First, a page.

They can only be recalled by a 2/3rds vote in the State's Congressional branch or upon election of a new governor.

I believe this would need to be changed at the state level and would not need any federal approval.
posted by Mick at 8:52 AM on March 7, 2007


I don't think "omnibus bills" means what you think it means. There are plenty of last-minute pork insertions in standard appropriations bills.
posted by MrMoonPie at 8:54 AM on March 7, 2007


It's not that omnibus==pork, but rather, that it's much easier to sneak shit into omnibus bills. They are large and unwieldy, and alas, harder to manage properly. There should, IMO, be a clear delineation in each bill as to what is in it and it should focus on one topic. The leeway should be small (because of course, you can easily connect shit to anything using 7 degrees of separation)...

Yeah, pork is a problem in regular bills, but working on reducing the scope of bills is certainly a laudable goal, no? And it does relate in a way to this source control issue. Forcing senators to read a bill becomes easier when they don't pile shit into it. I think that's the main point. But again, I think the main point of this post is an excellent idea, and kudos to waldo for implementing something like that for Georgia (albeit in a private/watchdog capacity)
posted by symbioid at 9:05 AM on March 7, 2007


On further reflection, it appears I'm advocating for a *nix style gov't. Each bill do one thing and do it well (as unix tools tend to be), as opposed to the MS style of a huge architecture of unwieldy code. Since we're going with computer analogies.
posted by symbioid at 9:08 AM on March 7, 2007


How about simply making it illegal for anyone holding a government office to insert anything into a bill w/o bringing it to the attention of the committee chair-person or any party (s) impacted by the provision?
posted by Skygazer at 9:13 AM on March 7, 2007


Source control? I've been saying for years now that they should just use a wiki. The problem is that lawyers and government bureaucrats are among the last people on earth to partake of new technologies.
posted by kid ichorous at 9:14 AM on March 7, 2007


Yes, you're probably correct, symbioid. Making appropriations bills smaller and less complex would likely make it easier to pick out small changes. I don't think that would've helped in the case of the Patriot Act reauthorization, though; by congressional standards, it wasn't even that huge.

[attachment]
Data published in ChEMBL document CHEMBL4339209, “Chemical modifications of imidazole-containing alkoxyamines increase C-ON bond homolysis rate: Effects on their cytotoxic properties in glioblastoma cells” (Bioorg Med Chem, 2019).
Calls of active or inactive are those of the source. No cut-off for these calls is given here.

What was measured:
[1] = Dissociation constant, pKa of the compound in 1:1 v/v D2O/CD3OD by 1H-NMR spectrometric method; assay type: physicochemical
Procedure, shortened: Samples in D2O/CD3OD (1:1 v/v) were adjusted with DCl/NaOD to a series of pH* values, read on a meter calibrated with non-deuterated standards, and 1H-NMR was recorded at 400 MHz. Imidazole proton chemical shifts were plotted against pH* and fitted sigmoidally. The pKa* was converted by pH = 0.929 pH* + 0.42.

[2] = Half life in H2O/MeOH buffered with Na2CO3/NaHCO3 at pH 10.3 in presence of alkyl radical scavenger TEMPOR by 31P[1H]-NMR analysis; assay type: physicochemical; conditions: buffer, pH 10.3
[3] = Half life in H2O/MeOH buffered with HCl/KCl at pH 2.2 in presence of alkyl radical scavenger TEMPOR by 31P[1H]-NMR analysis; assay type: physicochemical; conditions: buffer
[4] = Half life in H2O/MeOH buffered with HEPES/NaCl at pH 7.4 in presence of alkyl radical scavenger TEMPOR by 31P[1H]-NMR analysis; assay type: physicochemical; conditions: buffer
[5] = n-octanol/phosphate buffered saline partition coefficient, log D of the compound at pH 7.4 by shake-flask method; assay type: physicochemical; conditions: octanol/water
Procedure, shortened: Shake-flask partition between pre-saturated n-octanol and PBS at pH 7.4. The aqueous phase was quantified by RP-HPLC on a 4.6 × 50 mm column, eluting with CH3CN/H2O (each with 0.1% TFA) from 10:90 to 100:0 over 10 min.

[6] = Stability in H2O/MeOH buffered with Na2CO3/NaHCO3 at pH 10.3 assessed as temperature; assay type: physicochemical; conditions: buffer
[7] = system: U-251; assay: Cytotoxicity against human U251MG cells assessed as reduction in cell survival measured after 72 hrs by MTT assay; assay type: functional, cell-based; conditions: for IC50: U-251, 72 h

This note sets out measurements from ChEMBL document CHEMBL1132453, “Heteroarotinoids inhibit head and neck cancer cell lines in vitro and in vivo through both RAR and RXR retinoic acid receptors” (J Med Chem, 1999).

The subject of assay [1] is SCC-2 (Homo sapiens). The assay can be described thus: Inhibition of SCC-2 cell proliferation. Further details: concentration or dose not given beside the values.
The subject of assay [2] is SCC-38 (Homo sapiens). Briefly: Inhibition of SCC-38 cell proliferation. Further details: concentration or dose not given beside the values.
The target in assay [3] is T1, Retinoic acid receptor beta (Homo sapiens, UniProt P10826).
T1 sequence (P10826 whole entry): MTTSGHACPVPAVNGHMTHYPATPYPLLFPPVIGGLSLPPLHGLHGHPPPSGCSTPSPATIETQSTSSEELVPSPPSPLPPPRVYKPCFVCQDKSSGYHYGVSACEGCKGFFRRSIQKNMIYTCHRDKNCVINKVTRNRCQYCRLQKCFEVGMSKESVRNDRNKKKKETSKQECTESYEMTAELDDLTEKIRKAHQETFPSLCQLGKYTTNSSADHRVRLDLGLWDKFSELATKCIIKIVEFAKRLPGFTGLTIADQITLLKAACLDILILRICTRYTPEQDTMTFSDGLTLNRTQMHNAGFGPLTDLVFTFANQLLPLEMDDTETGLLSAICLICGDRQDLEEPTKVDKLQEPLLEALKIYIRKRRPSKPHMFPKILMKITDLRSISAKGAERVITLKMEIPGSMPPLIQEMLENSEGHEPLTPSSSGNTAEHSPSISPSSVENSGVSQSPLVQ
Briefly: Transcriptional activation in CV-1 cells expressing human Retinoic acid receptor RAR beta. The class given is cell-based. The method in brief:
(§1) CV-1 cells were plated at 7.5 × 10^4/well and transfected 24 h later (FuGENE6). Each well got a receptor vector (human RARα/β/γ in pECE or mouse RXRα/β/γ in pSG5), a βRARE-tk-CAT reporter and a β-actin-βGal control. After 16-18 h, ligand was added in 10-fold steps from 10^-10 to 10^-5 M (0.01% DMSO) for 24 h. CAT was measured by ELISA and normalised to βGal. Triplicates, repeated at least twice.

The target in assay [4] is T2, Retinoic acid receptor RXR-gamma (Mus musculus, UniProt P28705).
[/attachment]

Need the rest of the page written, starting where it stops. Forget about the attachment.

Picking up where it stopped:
A question for those who have access to the Times article--are they, in fact, referring to the Patriot Act reauthorization? grobstein's quote mentions something signed into law in October, but the Patriot Act reauthorization was signed in March '06.
posted by MrMoonPie at 9:17 AM on March 7, 2007


this is the first time i've ever heard the words "slashdot" and "brilliant" in the same sentence.
posted by quarter waters and a bag of chips at 9:20 AM on March 7, 2007


This idea is so simple and achievable. I'm particularly excited by waldo's comment up above that he thinks he can do this himself with the Virginia published records.
posted by Nelson at 9:28 AM on March 7, 2007


grobsein: The first NYT editorial is here. If you have the original (non-TimesSelect) URL of the second article, you can generate a permanent free link using the NYT Link Generator. If you know the headline or have any text from the article, you can often find an original link with Google.
posted by metaplectic at 10:24 AM on March 7, 2007



The NYT editorials from grobstein's FPP:

Making Martial Law Easier

American Liberty at the Precipice
posted by metaplectic at 10:37 AM on March 7, 2007


I would love to see "source control" for law.

But not for alerts.

I'd like to see historical data on the corpus of our law. Stuff I'd like to see: "What percentage of all laws were passed predominantly by Democrats/Republicans?", "Who is responsible for this paragraph of law?"
posted by jpf at 1:25 PM on March 7, 2007


This is a great idea. Some European government will probably implement it. America, err, not so much.
posted by damn dirty ape at 1:47 PM on March 7, 2007


This is pretty common in other parliaments in the world. For example, Slovakia's parliament's website gives detailed, real-time reports at every stage of the legislative process in real-time.

Several US state legislatures are also pretty good, according to this NCSL website, which reports: